A Pro Scout at a 13-Year-Old Tournament
Would you expect to see a professional baseball scout at a 13-year-old summer baseball tournament? That seems to be the direction baseball is heading. Take the case of Luke Alexander, an infielder on the current Mississippi State roster. He committed to the Bulldogs in 2011 and graduated from Belmont Hight School in 2015. Isolated case? Consider DeSoto Central phenom Blaze Jordan (And with a name like what why shouldn’t he be?), who committed to Mississippi State as a 13-year-old eighth grader earlier this year.
In Coach Dave Season Four, the Scarlet Knight dads learn of a professional scout attending the games of rival Coach Fletcher Brandt’s Elite Baseball Academy Yankees. The Yankees are talented, but–come on–they’re thirteen years old, for crying out loud. Their conversation about the scout is one I am beginning to hear more and more at different ballparks. Is it good for baseball? Read this excerpt from the book and join the discussion.
Talk of a Scout at Foodstuff
I met Rooster, Dean, and Charlie at the Foodstuff grocery store to prepare for the next Manhood Academy campout. With an off week before the big Fourth of July tournament in Center City, we were seizing the opportunity to cover another manhood principle and enjoy some father-son time with no baseball involved. Rooster had covered the first two principles with Hunter after practice and between tournament games, but this would be Hunter’s first outing with the whole team.
“All right, who’s the food expert?” Charlie asked. “I’ll have to admit, my wife has done all of our grocery shopping for years. She even takes care of the food for most of our church events.”
All eyes turned to Rooster. “I can find my way around. Let’s go.”
Running into a Friend at Foodstuff
We started in the meat section. We were loading the grocery cart with steaks and pork tenderloin when a familiar voice called out, “Well, if it ain’t the brain trust of the Southburg Scarlet Knights.”
“Gene Henderson!” Dean hailed. When we had shaken hands all around, Dean asked, “How’s Billy enjoying his summer?”
“He misses the guys from the middle school team, but this summer has been really good for him. When you play for Fletcher, you know you’re not going to have a lot of free time, but so far he has delivered on his promises.”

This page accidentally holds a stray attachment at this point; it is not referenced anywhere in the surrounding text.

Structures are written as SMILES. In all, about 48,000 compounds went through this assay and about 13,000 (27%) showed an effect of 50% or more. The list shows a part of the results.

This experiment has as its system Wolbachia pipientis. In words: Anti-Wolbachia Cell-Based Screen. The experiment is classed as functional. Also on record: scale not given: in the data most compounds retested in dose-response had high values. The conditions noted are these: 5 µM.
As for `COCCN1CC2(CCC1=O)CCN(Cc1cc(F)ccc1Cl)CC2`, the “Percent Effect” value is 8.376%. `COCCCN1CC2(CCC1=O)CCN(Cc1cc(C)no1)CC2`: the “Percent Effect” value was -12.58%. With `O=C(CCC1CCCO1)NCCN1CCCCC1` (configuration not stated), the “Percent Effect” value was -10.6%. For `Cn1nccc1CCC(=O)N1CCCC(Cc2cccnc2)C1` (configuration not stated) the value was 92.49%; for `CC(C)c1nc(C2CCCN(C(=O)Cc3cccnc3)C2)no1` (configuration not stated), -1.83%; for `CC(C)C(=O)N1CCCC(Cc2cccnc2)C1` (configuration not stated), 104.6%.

“What did he promise?” Rooster asked.
“That Billy would hit in the middle of the lineup and that Fletcher would get the boys seen by college coaches. Fletcher found a little hitch in Billy’s swing, and he’s been tearing the cover off the ball so far this summer. I don’t know if you guys have looked ahead to the potential of the high school team when all of our boys are playing together…”
We laughed. “Many times,” I said. “So much that it’s hard to stay in the present sometimes.”
“Yeah, well, Fletcher is a really good coach, and Billy’s not the only one from Southburg who has gotten better. Jesse Winfield has always been a good fielder, but he’s starting to hit better than he ever has before. And L’Marcus Meeks—he’s going to be tough to cut again, even on the middle school team.”
“I think Coach Dave sees that,” Dean said. “He has been expanding Reggie’s role so that he can play third base. David Wayne already pitches and plays third, so there may be room for three catchers next year. They just won’t get as much time behind the plate.”
“Heard your boys have been in the weight room.”
“Yeah, Tyrell’s been working with them. Strength and flexibility. We’ve started seeing a little difference, mostly in their ability to get the bats around on some of the better fastballs that they’re seeing now.”
How’s Your Team Doing?
“You guys won the little tournament in Hamilton?”
“Just seven teams but good competition,” Dean said.
“We won a big sixteen-team tournament this weekend, even without your newest player.”
“Yeah, heard you guys were playing in a big out-of-town tournament. Congratulations.”
“Say, how did Hunter so this weekend? That’s a bad deal with his mom and dad. He had been struggling the last tournament or two—at least in the field.”
“Knocked the cover off the ball,” Rooster beamed. “Hit a three-run bomb in the championship game off the tall lefty from the Venom. Not sure it has landed yet.”
Gene looked a bit surprised. “We’ve seen that guy. He’s probably the best we’ve faced so far.”
“Well, maybe we can do something about that in Center City in a couple of weeks,” Rooster replied, elbowing Dean. “We’ve got a certain right-hander that I would take over that guy.”
“We’ve got a lights-out righty ourselves,” Gene said, referring to Keith Rankin from Harrisville, a hard thrower that we had seen in school ball. “Hope they get a chance to match up.”
After a moment of awkward silence, Gene asked, “So what’s with all the meat?”
“Kind of a father-son campout this weekend,” Dean answered.
“Cool. We’re down south again this weekend. Gotta size up the competition down there before the state tournament, you know. You guys have a good time. It was good to see you.”
Wait, One More Thing
We shook hands again, and Gene began to walk away. Rooster couldn’t help a subtle jab. “Hey, Gene, how’s that whole college scout thing working out?”
Gene turned and walked back to the meat cooler. “Honestly, I thought that was just Fletcher being Fletcher. I mean, every once in a while, you hear about some middle school kid committing to a big school, but, really, college coaches have more to worry about than how some Triple-A thirteen-year-old player is doing. All that said, I’ve gotta say Fletcher has come through even bigger than he promised.”